In addition, real-time payments is not just a technical issue. It affects different areas of a community bank, such as audit, risk, compliance and frontline staff, as well as the products and services that banks offer. So, says Ledford, it is important to bring different areas of the bank into the planning process.

The RTP rail is likely to be the “tip of the iceberg,” with core processors and applications being developed to plug into the RTP and other rails, says Cary Whaley, ICBA first vice president of payments and technology policy. Certainly, there are still questions that need to be resolved. “Once this faster-payment ecosystem is in place and can smoothly interoperate, you’re going to see a lot of creative payments technology emerge from it,” Whaley says.

Waiting for Fed input

ICBA is pro-faster payments and has been supportive of the Fed’s work in faster payments. “Access is always the issue in payments, and we think that every bank should have a gateway into payment systems,” says Whaley. Last April, ICBA wrote a letter to the Federal Reserve, asking it to consider three roles in payments:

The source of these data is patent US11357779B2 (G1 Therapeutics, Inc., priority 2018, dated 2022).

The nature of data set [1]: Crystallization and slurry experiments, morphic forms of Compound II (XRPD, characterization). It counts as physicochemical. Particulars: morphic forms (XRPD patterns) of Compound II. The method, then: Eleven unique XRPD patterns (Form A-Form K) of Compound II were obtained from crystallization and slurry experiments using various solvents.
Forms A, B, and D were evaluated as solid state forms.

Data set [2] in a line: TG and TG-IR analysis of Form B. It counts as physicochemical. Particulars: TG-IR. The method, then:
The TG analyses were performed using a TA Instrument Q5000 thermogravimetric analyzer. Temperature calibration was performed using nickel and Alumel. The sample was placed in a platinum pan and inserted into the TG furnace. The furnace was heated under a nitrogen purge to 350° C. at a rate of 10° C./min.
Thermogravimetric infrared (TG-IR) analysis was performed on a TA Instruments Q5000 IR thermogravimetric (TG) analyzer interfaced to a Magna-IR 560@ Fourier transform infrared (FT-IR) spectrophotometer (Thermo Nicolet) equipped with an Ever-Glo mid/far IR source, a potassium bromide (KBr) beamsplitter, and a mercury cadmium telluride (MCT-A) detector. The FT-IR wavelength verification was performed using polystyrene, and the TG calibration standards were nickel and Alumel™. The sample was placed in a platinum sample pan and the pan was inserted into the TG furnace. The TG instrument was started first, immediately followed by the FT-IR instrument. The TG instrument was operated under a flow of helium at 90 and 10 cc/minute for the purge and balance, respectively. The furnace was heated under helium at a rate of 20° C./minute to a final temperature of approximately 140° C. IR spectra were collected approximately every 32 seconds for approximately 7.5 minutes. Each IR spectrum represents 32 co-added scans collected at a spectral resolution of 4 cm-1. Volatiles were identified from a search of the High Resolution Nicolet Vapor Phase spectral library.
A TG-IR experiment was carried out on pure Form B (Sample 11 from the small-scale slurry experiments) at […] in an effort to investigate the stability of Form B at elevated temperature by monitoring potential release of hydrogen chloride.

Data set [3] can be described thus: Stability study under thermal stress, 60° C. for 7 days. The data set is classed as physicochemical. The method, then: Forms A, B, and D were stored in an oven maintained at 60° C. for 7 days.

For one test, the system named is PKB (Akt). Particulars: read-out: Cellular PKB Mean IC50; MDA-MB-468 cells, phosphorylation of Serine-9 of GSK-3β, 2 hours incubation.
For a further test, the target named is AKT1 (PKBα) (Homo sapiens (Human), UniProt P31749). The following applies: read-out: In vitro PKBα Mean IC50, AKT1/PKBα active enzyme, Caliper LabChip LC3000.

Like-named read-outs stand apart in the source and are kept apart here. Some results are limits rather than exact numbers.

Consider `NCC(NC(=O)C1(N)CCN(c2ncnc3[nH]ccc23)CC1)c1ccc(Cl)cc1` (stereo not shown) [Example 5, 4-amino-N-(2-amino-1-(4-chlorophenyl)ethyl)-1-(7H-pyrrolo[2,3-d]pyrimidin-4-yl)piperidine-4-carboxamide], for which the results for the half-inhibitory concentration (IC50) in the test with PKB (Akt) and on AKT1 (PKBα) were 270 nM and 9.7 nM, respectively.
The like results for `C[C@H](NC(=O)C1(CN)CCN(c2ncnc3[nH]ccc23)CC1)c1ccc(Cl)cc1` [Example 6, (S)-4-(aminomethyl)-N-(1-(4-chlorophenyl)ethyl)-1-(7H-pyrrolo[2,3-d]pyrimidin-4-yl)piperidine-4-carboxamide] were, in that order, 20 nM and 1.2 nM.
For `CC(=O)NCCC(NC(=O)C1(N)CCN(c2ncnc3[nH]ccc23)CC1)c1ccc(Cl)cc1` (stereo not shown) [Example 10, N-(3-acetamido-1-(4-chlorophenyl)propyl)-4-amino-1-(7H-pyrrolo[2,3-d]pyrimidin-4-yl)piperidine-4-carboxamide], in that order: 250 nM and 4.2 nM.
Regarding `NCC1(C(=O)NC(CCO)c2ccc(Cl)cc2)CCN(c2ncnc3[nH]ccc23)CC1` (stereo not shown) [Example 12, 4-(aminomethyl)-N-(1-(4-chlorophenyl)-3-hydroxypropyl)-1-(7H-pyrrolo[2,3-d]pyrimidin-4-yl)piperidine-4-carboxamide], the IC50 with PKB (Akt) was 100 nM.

Play a similar role that it is playing in check and ACH.

Serve as a gateway or on ramp to RTP by leveraging the Fed’s own connections to community banks rather than waiting for core providers to develop software.

Consider hosting directories that route transactions easier, which would put the infrastructure more on the community bank side and less on the core processors’ or clearing house side.

“One thing that the Fed heard loud and clear is that the industry is waiting on them.”
—Cary Whaley, ICBA

The Fed is currently preparing a report on its operational roles that should be released later this fall. Before deciding on next steps, community banks are likely waiting for that report to come out, as well as waiting for more volume from RTP and for TCH members to adopt RTP. “One thing that the Fed heard loud and clear is that the industry is waiting on them,” says Whaley. “So, they needed to move quickly, and I think they are prepared to have those reports and recommendations by year’s end.”

Beth Mattson-Teig is a writer in Minnesota.